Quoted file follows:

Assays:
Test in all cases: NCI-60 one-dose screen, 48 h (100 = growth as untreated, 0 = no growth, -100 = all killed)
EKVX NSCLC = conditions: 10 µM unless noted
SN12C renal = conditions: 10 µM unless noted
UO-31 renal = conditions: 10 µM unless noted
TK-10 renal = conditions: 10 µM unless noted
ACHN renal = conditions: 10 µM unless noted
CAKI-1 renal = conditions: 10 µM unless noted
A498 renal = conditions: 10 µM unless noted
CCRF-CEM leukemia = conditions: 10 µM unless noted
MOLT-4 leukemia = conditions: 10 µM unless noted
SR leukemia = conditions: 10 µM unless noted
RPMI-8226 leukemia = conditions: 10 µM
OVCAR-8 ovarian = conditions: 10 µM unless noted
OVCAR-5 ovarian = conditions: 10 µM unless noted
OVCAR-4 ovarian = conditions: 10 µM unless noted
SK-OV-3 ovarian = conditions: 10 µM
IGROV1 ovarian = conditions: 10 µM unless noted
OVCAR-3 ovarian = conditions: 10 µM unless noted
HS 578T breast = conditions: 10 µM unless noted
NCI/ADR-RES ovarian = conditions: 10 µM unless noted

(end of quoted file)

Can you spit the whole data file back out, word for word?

Assays:
Test in all cases: NCI-60 one-dose screen, 48 h (100 = growth as untreated, 0 = no growth, -100 = all killed)
EKVX NSCLC = conditions: 10 µM unless noted
SN12C renal = conditions: 10 µM unless noted
UO-31 renal = conditions: 10 µM unless noted
TK-10 renal = conditions: 10 µM unless noted
ACHN renal = conditions: 10 µM unless noted
CAKI-1 renal = conditions: 10 µM unless noted
A498 renal = conditions: 10 µM unless noted
CCRF-CEM leukemia = conditions: 10 µM unless noted
MOLT-4 leukemia = conditions: 10 µM unless noted
SR leukemia = conditions: 10 µM unless noted
RPMI-8226 leukemia = conditions: 10 µM
OVCAR-8 ovarian = conditions: 10 µM unless noted
OVCAR-5 ovarian = conditions: 10 µM unless noted
OVCAR-4 ovarian = conditions: 10 µM unless noted
SK-OV-3 ovarian = conditions: 10 µM
IGROV1 ovarian = conditions: 10 µM unless noted
OVCAR-3 ovarian = conditions: 10 µM unless noted
HS 578T breast = conditions: 10 µM unless noted
NCI/ADR-RES ovarian = conditions: 10 µM unless noted